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The latest research asked adults in Europe and Africa if they attached any emotions, personalities and ages to different cars The study was conducted on 129 adults from Austra and Ethiopia to rate images of 26 different cars.
Results revealed that evidently people assess the faces of cars in the same way as they assess a human face, with findings suggesting that cars with wide radiator grilles and narrow headlights are seen as dominant and aggressive as opposed to those with large windscreens which are seen as child-like and happy.
Certain cars were more prominent in the findings of the research, for example the Chrysler Crossfire, BMW 645ci and the VW Sharan were all described as angry cars, whilst the Diahatsu Cuore which is a small Japanese made hatchback was described as being sad faced.
Dominant cars included the BMW 3-series and 5-series whilst the Nissan Micra was described as the most obedient and dutiful car, with the Toyota AYGO city car described to be the most childish. Happy cars included the Volkswagen Beetle, whilst the Mercedes E-class was described as Neurotic.
Cars with very narrow headlights, large grilles and wide air vents were found to be more mature, masculine and dominant, whilst those with curvier faces containing round headlights and larger windscreens were seen as childish, feminine and obedient.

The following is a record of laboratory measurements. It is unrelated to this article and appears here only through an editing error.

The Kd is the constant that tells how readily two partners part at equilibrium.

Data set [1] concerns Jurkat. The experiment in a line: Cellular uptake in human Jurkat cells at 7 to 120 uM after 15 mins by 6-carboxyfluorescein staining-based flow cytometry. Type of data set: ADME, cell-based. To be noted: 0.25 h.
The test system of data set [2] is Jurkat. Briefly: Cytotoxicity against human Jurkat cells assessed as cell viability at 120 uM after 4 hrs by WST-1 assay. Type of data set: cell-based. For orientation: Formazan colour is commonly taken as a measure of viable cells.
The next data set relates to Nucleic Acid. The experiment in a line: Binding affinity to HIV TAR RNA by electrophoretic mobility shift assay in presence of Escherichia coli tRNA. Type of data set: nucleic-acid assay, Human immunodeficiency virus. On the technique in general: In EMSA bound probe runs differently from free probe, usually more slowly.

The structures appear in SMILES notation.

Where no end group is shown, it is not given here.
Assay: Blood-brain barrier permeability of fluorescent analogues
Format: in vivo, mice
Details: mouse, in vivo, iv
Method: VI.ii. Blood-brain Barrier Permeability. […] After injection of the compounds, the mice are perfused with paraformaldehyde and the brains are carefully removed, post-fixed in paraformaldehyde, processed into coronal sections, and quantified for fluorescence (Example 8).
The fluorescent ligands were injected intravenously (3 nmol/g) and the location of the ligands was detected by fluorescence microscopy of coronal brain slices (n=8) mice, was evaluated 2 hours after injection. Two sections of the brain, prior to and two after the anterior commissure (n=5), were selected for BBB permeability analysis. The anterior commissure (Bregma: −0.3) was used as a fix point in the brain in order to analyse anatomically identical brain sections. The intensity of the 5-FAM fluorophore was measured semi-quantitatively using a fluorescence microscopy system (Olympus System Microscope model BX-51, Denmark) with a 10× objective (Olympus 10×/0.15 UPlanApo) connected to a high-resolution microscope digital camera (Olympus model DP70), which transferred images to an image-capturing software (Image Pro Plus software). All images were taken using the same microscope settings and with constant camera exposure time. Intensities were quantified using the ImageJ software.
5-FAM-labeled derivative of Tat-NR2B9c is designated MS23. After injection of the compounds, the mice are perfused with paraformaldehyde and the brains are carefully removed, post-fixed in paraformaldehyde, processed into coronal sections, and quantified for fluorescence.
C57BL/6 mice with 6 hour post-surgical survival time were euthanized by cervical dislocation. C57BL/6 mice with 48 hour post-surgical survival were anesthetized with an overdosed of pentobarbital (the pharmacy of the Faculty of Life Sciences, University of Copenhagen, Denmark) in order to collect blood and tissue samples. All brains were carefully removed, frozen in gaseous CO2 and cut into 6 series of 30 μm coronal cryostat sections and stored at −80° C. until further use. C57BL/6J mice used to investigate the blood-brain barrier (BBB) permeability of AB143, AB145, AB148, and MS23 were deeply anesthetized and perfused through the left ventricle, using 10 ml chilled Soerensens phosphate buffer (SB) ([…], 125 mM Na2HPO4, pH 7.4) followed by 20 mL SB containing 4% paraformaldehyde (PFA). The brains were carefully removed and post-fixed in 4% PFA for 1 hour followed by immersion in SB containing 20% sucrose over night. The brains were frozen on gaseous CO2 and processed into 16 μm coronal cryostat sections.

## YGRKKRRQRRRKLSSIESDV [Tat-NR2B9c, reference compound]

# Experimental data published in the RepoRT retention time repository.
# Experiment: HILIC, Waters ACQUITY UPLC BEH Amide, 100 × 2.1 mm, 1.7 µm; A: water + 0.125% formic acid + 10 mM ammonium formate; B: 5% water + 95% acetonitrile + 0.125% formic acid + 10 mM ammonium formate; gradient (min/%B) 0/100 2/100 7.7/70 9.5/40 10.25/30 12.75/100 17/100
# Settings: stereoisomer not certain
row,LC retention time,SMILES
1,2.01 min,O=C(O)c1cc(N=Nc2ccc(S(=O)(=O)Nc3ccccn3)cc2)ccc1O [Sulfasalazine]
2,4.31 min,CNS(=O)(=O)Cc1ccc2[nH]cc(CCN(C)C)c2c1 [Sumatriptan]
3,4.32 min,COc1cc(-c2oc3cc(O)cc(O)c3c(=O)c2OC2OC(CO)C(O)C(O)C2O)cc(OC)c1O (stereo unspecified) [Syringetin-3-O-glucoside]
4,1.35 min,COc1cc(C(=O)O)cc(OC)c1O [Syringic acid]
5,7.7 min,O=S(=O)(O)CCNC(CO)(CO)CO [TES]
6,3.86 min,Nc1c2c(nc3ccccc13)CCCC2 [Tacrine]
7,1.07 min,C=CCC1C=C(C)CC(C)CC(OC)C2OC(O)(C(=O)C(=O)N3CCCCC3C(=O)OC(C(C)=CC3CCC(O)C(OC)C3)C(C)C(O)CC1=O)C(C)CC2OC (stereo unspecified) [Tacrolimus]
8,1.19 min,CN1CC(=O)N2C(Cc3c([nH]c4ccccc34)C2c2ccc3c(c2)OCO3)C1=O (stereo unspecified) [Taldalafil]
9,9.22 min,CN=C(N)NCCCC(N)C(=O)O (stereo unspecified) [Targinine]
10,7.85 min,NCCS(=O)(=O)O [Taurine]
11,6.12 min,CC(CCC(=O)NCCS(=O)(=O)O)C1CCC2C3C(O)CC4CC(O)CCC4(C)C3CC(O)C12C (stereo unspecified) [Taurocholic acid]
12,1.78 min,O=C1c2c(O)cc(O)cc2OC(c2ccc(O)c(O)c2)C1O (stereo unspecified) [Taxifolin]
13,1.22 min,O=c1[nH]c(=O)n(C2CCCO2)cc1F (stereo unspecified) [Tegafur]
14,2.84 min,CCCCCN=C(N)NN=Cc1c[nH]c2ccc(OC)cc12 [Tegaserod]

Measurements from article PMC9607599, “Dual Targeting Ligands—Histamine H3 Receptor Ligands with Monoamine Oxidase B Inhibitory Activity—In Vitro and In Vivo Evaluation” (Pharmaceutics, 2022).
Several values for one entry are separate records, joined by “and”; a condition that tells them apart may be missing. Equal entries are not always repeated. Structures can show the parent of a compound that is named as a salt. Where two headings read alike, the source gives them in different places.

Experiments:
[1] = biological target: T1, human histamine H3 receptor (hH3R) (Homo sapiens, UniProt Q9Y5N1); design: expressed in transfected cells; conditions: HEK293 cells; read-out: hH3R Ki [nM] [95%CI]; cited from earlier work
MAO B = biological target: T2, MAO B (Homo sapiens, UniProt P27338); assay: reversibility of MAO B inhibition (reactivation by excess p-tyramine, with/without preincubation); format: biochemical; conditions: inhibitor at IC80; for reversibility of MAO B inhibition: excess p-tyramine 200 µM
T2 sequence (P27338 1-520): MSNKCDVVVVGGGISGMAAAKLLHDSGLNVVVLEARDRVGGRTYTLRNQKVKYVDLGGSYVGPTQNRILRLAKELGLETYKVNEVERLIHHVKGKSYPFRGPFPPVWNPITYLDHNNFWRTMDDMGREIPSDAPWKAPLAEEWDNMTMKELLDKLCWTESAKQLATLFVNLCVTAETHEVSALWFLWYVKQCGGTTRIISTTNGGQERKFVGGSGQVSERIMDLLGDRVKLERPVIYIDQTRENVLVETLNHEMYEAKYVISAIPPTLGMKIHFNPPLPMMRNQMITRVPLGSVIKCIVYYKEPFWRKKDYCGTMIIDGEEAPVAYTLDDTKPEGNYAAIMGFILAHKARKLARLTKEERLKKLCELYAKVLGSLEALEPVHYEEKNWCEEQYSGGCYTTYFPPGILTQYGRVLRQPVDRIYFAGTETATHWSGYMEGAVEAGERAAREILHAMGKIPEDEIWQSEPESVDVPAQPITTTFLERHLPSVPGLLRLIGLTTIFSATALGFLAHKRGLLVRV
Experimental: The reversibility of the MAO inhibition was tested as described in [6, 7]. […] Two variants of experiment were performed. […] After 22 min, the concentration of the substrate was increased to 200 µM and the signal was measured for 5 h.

Sonja Windhager, an anthropologist at the University of Vienna who led the research described how the personalities which were given to the cars were likely to very much reflect the personalities of the same car’s owners.
She said: “Our findings unearthed the striking similarities between car and face perception. The similarities of car and face perception might influence driving, pedestrian behaviour and the design of car fronts themselves.
“I think it might influence our decisions on which cars we buy when other factors such as price, space and engine power are close to being equal. We may even pay more for a car with a face we like better, but that remains to be investigated.”
Miss Windhager is planning to continue her studies by looking at how the faces of different cars affects drivers’ behaviour, for example, do some people change lane sooner if thet see an aggressive car approaching in their rear-view mirror. Windhager believes that this type of research could contribute to the future design of cars.